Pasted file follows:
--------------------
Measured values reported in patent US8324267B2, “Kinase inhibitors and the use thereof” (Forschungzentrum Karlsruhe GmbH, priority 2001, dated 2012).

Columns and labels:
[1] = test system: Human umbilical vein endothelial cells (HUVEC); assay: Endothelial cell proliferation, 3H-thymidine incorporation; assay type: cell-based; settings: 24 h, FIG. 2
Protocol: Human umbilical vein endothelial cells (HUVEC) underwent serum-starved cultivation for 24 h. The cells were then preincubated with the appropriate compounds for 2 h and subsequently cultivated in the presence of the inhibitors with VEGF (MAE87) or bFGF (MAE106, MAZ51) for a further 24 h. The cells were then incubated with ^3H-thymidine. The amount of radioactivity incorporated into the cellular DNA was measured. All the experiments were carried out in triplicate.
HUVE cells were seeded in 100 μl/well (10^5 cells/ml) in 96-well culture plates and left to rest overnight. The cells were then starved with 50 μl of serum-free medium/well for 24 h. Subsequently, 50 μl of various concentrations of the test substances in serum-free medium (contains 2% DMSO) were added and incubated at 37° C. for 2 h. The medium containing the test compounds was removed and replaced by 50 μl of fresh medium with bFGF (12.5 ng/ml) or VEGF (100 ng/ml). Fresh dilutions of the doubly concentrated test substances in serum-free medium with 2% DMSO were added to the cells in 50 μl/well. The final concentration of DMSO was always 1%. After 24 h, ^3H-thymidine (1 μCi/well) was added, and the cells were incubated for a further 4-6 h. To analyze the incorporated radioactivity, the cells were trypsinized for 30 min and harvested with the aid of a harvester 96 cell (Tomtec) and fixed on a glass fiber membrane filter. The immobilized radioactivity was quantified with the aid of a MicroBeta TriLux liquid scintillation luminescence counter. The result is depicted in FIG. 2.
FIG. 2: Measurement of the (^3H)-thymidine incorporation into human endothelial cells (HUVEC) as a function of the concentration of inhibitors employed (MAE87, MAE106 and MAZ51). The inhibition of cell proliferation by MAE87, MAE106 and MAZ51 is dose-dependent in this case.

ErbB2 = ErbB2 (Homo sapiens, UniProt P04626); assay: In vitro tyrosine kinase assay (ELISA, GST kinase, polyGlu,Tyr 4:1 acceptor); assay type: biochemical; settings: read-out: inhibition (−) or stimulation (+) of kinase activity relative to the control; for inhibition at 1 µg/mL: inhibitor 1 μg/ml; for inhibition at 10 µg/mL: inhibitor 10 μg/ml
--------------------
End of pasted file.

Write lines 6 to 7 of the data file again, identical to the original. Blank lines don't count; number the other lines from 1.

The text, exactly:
FIG. 2: Measurement of the (^3H)-thymidine incorporation into human endothelial cells (HUVEC) as a function of the concentration of inhibitors employed (MAE87, MAE106 and MAZ51). The inhibition of cell proliferation by MAE87, MAE106 and MAZ51 is dose-dependent in this case.

ErbB2 = ErbB2 (Homo sapiens, UniProt P04626); assay: In vitro tyrosine kinase assay (ELISA, GST kinase, polyGlu,Tyr 4:1 acceptor); assay type: biochemical; settings: read-out: inhibition (−) or stimulation (+) of kinase activity relative to the control; for inhibition at 1 µg/mL: inhibitor 1 μg/ml; for inhibition at 10 µg/mL: inhibitor 10 μg/ml